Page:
How Asian Businesses Are Leveraging the Power of Cloud Computing

Cloud computing, the delivery of computing services over the internet, has emerged as a game-changer for businesses around the world. Cloud computing offers many benefits, such as scalability, flexibility, cost-efficiency, and innovation. However, not all businesses are equally prepared or willing to embrace the cloud. According to a report by McKinsey & Company, cloud adoption in Asia is rapidly increasing, but still lags behind other regions. What are the drivers and barriers of cloud adoption in Asia, and how are Asian businesses leveraging the power of cloud computing to gain a competitive edge?

One of the main drivers of cloud adoption in Asia is the growing demand for digital services and solutions. Asian businesses are changing in response to consumer demand. And as a result the digital transformation of many industries and sectors, such as e-commerce, online education, telemedicine, and fintech. These sectors require high-performance, reliable, and secure computing infrastructure, which can be provided by cloud services. For example, Alibaba Cloud, the largest cloud service provider in Asia has supported the online operations of many businesses during the pandemic, such as Lazada, an e-commerce platform in Southeast Asia; DingTalk, a remote work and education platform; and Ant Group, a fintech giant.

Another driver of cloud adoption in Asia is the increasing availability and affordability of cloud services in the region. Many global and local cloud service providers have expanded their presence and offerings in Asia, creating a more competitive and diverse market. For instance, Amazon Web Services (AWS), the world’s largest cloud service provider, has launched new data centers and services in countries such as Indonesia, Malaysia, and Thailand. Similarly, Tencent Cloud, China’s second-largest cloud service provider2, has established new data centers and partnerships in countries such as Japan, Singapore, and India.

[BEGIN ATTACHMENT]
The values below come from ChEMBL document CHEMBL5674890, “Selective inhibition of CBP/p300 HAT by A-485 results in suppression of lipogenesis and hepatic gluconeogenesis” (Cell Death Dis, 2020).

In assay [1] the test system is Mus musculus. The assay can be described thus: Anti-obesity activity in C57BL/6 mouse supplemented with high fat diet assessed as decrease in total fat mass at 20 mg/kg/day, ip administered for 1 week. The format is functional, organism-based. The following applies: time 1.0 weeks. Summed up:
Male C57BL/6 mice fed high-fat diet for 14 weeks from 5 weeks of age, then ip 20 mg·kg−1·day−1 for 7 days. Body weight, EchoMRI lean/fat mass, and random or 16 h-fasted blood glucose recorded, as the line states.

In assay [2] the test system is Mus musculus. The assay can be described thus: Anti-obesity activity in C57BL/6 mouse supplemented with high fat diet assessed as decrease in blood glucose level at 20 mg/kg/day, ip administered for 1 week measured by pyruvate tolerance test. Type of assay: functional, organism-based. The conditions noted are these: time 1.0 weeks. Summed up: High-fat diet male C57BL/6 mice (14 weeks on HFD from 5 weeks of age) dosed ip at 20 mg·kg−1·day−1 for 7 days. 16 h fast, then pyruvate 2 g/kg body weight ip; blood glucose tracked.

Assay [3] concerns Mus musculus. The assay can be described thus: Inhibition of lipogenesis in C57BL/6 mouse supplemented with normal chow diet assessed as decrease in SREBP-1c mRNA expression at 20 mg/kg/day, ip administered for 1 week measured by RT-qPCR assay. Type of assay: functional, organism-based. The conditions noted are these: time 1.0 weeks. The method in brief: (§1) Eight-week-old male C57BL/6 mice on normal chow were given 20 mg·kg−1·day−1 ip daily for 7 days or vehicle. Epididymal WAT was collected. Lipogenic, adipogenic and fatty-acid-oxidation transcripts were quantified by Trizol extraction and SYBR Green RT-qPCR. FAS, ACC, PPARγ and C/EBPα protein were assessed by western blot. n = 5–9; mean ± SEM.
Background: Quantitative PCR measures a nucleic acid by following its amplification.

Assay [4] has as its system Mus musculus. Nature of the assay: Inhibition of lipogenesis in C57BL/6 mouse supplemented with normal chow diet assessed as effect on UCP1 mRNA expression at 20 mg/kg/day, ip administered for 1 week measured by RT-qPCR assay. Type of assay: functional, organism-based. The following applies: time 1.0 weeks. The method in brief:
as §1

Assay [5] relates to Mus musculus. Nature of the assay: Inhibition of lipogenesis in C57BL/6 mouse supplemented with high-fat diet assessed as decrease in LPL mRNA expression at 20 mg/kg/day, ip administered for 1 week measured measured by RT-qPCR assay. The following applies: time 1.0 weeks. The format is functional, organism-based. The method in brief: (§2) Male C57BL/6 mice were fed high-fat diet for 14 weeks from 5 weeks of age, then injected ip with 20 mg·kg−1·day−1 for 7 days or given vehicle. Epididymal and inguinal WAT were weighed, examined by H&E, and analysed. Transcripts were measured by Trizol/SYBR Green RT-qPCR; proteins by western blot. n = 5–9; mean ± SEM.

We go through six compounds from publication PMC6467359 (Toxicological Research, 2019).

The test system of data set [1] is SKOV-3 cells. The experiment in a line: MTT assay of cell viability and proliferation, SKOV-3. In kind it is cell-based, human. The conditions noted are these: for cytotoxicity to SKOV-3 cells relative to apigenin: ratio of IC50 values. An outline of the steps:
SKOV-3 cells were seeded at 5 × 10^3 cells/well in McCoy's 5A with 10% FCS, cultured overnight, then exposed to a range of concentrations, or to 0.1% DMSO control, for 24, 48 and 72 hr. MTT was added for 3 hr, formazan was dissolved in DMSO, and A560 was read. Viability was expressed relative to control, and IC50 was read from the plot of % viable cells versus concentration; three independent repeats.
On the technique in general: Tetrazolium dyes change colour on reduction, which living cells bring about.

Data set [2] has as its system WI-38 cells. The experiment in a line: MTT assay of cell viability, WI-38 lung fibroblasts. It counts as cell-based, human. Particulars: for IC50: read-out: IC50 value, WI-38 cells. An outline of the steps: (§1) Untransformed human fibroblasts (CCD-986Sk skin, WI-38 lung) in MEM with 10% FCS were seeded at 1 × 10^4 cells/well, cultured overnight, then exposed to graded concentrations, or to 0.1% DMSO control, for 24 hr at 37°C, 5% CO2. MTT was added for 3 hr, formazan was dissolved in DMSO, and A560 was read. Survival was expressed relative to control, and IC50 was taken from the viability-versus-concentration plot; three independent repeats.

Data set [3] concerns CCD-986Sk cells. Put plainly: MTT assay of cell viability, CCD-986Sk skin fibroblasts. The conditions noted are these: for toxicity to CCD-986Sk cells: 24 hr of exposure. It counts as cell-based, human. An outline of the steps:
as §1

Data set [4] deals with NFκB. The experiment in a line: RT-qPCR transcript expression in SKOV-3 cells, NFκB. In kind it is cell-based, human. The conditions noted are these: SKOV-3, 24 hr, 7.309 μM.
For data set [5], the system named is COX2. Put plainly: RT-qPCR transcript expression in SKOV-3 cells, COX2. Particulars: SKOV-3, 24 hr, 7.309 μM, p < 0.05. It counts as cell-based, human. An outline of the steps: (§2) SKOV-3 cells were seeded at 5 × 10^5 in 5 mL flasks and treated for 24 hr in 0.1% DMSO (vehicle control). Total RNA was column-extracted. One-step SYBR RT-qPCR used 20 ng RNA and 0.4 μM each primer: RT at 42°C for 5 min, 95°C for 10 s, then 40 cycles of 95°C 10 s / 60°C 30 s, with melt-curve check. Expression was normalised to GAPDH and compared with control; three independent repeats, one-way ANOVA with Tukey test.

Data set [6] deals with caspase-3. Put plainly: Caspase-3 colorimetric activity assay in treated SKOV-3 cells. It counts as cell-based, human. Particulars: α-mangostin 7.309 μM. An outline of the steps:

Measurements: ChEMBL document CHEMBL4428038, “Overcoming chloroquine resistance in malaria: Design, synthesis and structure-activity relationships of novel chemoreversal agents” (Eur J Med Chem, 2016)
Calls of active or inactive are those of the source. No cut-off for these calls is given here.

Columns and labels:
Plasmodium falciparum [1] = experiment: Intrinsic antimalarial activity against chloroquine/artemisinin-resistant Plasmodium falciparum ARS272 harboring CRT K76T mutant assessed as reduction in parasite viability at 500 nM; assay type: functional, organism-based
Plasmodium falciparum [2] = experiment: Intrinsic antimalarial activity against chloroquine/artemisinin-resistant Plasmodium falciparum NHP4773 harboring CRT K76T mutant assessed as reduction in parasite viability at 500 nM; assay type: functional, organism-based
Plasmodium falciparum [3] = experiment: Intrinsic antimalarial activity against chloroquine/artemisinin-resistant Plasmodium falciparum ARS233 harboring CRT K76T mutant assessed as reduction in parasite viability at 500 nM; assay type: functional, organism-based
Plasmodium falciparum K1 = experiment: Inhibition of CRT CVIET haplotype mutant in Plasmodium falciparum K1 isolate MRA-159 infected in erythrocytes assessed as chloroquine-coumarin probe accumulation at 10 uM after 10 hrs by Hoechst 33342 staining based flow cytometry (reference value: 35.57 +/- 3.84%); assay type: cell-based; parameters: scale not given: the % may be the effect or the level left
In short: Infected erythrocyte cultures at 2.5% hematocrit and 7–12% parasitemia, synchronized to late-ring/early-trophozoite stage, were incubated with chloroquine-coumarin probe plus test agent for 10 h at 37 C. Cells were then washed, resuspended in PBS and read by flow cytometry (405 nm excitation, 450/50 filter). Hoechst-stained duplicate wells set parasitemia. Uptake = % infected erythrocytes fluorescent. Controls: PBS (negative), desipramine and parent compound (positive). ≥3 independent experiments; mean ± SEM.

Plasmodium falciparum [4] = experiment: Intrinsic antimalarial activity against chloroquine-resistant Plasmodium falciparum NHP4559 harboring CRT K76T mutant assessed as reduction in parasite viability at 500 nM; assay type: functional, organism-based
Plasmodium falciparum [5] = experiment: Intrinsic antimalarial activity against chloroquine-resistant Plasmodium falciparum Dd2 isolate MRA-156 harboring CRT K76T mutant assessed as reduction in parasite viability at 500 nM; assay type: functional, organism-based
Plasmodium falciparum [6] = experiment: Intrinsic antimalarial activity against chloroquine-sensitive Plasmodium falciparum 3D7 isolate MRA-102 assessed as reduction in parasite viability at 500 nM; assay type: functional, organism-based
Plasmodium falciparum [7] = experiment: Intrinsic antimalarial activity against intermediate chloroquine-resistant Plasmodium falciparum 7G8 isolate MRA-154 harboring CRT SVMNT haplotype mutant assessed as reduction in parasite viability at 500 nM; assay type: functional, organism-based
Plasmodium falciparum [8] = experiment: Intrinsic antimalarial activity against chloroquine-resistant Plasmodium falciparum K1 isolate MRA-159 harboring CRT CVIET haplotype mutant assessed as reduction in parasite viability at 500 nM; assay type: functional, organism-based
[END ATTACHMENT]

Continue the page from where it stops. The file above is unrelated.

However, there are also some barriers and challenges that hinder cloud adoption in Asia. One of them is the lack of talent and skills in cloud computing. According to a survey by PwC, 80% of Asian CEOs said that they are facing difficulties in finding people with digital skills. This means that many businesses lack the expertise and resources to migrate to the cloud or to optimize their cloud usage. To address this gap, some cloud service providers have launched training and certification programs for cloud professionals. For example, Google Cloud has partnered with Coursera, an online education platform, to offer courses and certificates on various aspects of cloud computing.

Another barrier to cloud adoption in Asia is the regulatory and security concerns. Many Asian countries have strict data protection and sovereignty laws that require data to be stored or processed within their borders. This limits the options and flexibility of businesses that want to use cloud services across different markets or regions. Moreover, some businesses are wary of entrusting their sensitive or confidential data to third-party cloud providers, fearing data breaches or cyberattacks. To overcome these concerns, some cloud service providers have invested in enhancing their security and compliance capabilities. For example, Microsoft Azure has obtained various certifications and accreditations from different authorities and regulators in Asia.

In conclusion, cloud computing is a powerful tool that can help Asian businesses improve their efficiency, agility, and innovation. However, there are also some obstacles and risks that need to be addressed before fully embracing the cloud. By understanding the drivers and barriers of cloud adoption in Asia, businesses can make informed and strategic decisions on how to leverage the power of cloud computing to gain a competitive edge. As Wang Liang, a partner at a Singapore-based hosting company explains,“Cloud computing is not only a technology trend but also a business imperative for Asian businesses going forward.”